Union employees at the financially-ailing Pittsburgh Post-Gazette said they are optimistic about ongoing labor talks, but want the public to know the situation is serious.
“We’re in difficult contract talks right now. We’re hoping we can count on public support to get a fair contract,” columnist Brian O’Neill told about 100 employees Monday outside the newspaper offices.
The paper’s owners said in September that they are prepared to sell the 220-year-old newspaper if its 14 unions don’t agree to new contracts that would significantly cut costs and change work rules by year’s end.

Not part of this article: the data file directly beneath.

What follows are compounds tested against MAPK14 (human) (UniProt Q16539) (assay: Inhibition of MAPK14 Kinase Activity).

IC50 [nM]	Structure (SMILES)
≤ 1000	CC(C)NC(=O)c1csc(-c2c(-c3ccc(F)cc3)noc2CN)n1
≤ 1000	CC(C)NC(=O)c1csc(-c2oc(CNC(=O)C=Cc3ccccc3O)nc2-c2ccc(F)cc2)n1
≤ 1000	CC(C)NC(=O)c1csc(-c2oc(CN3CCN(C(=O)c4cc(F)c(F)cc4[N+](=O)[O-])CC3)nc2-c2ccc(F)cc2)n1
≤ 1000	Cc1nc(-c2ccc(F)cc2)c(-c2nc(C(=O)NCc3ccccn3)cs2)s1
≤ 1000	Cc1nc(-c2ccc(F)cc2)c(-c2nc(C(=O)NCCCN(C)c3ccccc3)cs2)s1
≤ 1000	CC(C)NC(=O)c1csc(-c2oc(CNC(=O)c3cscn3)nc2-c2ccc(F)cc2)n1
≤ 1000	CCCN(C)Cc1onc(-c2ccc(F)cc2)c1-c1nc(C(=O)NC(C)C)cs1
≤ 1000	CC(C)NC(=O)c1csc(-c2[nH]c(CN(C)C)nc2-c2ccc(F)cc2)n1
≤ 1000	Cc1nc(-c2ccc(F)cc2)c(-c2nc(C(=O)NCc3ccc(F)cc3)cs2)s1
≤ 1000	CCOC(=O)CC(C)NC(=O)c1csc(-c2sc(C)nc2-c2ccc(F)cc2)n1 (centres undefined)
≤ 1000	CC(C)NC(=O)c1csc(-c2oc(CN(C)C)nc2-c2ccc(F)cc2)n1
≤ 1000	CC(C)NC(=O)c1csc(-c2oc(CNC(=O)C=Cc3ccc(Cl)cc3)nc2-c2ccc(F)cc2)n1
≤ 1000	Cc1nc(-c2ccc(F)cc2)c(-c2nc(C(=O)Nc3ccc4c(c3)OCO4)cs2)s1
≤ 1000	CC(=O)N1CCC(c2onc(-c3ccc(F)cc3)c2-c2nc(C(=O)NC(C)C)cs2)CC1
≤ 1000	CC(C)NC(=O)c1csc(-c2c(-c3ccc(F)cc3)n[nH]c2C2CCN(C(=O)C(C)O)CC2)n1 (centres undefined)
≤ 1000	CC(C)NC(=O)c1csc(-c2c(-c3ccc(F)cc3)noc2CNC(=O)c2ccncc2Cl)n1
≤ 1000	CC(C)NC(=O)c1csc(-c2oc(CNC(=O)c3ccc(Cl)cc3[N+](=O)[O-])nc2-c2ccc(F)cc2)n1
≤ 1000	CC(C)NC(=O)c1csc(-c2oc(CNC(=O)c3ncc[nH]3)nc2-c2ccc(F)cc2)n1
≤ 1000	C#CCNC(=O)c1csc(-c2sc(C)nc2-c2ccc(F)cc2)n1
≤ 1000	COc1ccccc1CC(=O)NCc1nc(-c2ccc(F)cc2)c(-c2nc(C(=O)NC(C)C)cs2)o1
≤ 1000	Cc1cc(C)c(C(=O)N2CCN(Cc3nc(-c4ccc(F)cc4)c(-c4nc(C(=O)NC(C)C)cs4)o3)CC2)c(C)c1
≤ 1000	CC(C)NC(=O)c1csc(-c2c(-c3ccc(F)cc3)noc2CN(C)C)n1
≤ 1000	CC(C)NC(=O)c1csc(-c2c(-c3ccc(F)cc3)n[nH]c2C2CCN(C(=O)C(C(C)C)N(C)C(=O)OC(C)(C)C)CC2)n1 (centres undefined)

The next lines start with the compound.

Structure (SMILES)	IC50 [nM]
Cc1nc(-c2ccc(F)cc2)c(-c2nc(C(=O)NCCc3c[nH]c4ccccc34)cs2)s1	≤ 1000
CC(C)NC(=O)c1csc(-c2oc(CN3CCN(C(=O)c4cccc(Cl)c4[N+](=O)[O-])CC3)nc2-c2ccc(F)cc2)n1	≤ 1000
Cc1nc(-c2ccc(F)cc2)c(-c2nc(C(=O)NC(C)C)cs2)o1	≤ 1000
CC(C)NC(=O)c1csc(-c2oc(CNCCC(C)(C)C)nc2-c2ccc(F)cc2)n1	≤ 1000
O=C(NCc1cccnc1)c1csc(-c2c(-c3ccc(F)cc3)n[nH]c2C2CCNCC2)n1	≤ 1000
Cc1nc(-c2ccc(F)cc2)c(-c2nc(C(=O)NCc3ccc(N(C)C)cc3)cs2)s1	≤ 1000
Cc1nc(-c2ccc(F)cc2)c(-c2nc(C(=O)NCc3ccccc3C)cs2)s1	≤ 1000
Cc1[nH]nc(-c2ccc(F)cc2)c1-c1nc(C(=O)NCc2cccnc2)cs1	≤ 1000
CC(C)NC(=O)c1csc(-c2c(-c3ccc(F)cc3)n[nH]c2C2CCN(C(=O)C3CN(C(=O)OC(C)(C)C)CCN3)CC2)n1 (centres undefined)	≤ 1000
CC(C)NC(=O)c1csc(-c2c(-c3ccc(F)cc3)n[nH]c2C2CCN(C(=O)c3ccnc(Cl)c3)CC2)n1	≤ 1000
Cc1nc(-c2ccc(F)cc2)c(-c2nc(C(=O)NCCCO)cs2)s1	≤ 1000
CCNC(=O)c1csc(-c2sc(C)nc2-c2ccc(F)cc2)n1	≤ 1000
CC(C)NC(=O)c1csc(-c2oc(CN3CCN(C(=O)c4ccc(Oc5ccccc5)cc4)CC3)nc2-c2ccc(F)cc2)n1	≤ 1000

“We’re flexible,” O’Neill said. “We’re ready to talk about everything.”
The Post-Gazette has lost $23 million since 2003 and must get union concessions, the newspaper has said. This year, the paper projects a $20 million operating loss.
Newspapers nationwide are “under severe pressure to change their cost structure to become more efficient and competitive,” the paper’s director of marketing Tracey DeAngelo said in a statement.
Mike Bucsko, president of the Newspaper Guild of Pittsburgh, said: “We have to find a compromise to survive. But we can’t give up fundamental rights of the work place we’ve fought decades for.”
The Post-Gazette is owned by Block Communications, which also owns The Blade of Toledo, Ohio, where the company is engaged in a bitter battle with its unions.